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THE porter who let me into the house where Monkton lived directed me to the floor on which his rooms were situated. On getting upstairs, I found his door on the landing ajar. He heard my footsteps, I suppose, for he called to me to come in before I could knock.

I entered, and found him sitting by the table, with some loose letters in his hand, which he was just tying together into a packet. I noticed, as he asked me to sit down, that his express ion looked more composed, though the paleness had not yet left his face. He thanked me for coming; repeated that he had something very important to say to me; and then stopped short, apparently too much embarrassed to proceed. I tried to set him at his ease by assuring him that, if my assistance or advice could be of any use, I was ready to place myself and my time heartily and unreservedly at his service.

As I said this I saw his eyes beginning to wander away from my face--to wander slowly, inch by inch, as it were, until they stopped at a certain point, with the same fixed stare into vacancy which had so often startled me on former occasions. The whole expression of his face altered as I had never yet seen it alter; he sat before me looking like a man in a death-trance.

"You are very kind," he said, slowly and faintly, speaking, not to me, but in the direction in which his eyes were still fixed. "I know you can help me; but--"

He stopped; his face whitened horribly, and the perspiration broke out all over it. He tried to continue--said a word or two--then stopped again. Seriously alarmed about him, I rose from my chair with the intention of getting him some water from a jug which I saw standing on a side-table.

He sprang up at the same moment. All the suspicions I had ever heard whispered against his sanity flashed over my mind in an instant, and I involuntarily stepped back a pace or two.

"Stop," he said, seating himself again; "don't mind me; and don't leave your chair. I want--I wish, if you please, to make a little alteration, before we say anything more. Do you mind sitting in a strong light?"

"Not in the least."

I had hitherto been seated in the shade of his reading-lamp, the only light in the room.

As I answered him he rose again, and, going into another apartment, returned with a large lamp in his hand; then took two candles from the side-table, and two others from the chimney piece; placed them all, to my amazement, together, so as to stand exactly between us, and then tried to light them. His hand trembled so that he was obliged to give up the attempt, and allow me to come to his assistance. By his direction, I took the shade off the reading-lamp after I had lit the other lamp and the four candles. When we sat down again, with this concentration of light between us, his better and gentler manner began to return, and while he now addressed me he spoke without the slightest hesitation.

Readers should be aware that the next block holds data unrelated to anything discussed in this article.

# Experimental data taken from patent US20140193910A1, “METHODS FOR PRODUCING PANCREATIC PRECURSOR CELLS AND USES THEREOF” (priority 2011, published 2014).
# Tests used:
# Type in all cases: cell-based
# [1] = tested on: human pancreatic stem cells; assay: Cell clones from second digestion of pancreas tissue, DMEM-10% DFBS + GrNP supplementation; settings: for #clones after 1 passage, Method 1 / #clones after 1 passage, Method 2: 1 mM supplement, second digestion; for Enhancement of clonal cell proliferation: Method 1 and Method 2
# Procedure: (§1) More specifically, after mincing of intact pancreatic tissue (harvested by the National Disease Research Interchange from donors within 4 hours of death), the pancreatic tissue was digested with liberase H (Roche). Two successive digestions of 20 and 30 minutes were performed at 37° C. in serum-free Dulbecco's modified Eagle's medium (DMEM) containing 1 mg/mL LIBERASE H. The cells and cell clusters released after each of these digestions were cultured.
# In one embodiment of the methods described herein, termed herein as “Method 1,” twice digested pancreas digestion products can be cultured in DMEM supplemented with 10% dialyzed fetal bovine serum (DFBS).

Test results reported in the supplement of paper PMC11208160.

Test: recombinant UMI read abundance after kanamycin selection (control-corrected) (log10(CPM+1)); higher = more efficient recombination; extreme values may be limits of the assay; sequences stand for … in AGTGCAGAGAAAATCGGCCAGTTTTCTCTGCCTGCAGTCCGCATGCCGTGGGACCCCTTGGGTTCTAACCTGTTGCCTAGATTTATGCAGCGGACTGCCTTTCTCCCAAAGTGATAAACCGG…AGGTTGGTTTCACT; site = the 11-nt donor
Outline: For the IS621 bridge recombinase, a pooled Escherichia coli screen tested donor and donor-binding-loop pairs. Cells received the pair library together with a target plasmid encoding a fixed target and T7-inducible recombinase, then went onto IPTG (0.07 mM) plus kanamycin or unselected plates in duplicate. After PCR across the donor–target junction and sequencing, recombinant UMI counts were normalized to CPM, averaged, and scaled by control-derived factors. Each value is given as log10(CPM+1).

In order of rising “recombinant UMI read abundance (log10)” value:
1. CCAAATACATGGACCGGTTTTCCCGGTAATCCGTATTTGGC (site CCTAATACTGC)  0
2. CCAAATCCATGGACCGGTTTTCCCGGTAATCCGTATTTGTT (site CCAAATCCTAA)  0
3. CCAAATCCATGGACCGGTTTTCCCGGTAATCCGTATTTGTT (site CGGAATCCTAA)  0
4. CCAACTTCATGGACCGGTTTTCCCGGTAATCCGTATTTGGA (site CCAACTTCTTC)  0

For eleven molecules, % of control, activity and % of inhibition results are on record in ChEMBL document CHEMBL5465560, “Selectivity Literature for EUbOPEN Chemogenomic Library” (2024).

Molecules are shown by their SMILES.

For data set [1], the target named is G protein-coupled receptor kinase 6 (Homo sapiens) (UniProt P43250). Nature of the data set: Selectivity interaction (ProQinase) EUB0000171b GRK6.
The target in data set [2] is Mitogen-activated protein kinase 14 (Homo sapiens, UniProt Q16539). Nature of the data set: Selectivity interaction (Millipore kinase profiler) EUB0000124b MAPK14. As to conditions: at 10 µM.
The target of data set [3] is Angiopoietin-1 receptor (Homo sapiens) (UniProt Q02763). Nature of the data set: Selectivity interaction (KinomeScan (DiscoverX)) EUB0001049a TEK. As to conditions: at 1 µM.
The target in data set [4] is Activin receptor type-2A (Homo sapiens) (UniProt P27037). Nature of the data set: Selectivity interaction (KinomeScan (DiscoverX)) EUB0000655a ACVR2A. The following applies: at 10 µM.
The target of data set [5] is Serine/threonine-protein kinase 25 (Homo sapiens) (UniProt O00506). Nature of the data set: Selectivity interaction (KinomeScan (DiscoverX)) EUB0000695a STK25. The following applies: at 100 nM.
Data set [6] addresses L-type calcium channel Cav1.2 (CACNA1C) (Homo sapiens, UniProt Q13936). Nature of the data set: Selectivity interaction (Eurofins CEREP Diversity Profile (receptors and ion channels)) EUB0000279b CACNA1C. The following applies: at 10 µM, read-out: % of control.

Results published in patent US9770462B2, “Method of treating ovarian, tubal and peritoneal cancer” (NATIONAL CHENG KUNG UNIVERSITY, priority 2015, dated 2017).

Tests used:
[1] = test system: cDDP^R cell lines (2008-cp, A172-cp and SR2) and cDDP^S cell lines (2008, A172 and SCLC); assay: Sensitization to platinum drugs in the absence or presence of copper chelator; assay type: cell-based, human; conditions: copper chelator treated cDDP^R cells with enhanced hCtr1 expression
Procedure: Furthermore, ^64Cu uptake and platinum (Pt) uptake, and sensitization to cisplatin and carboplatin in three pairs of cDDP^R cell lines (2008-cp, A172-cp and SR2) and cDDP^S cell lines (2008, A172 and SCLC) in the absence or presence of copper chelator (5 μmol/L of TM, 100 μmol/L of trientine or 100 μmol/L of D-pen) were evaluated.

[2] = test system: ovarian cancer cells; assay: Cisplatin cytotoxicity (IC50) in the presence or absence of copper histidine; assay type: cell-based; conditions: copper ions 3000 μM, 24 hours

"It is useless to ask whether you have heard the reports about me," he said; "I know that you have. My purpose to-night is to give you some reasonable explanation of the conduct which has produced those reports. My secret has been hitherto confided to one person only; I am now about to trust it to your keeping, with a special object which will appear as I go on. First, however, I must begin by telling you exactly what the great difficulty is which obliges me to be still absent from England. I want your advice and your help; and, to conceal nothing from you, I want also to test your forbearance and your friendly sympathy, before I can venture on thrusting my miserable secret into your keeping. Will you pardon this apparent distrust of your frank and open character--this apparent ingratitude for your kindness toward me ever since we first met?"

I begged him not to speak of these things, but to go on.

"You know," he proceeded, "that I am here to recover the body of my Uncle Stephen, and to carry it back with me to our family burial-place in England, and you must also be aware that I have not yet succeeded in discovering his remains. Try to pass over, for the present, whatever may seem extraordinary and incomprehensible in such a purpose as mine is, and read this newspaper article where the ink-line is traced. It is the only evidence hitherto obtained on the subject of the fatal duel in which my uncle fell, and I want to hear what course of proceeding the perusal of it may suggest to you as likely to be best on my part."

He handed me an old French newspaper. The substance of what I read there is still so firmly impressed on my memory that I am certain of being able to repeat correctly at this distance of time all the facts which it is necessary for me to communicate to the reader.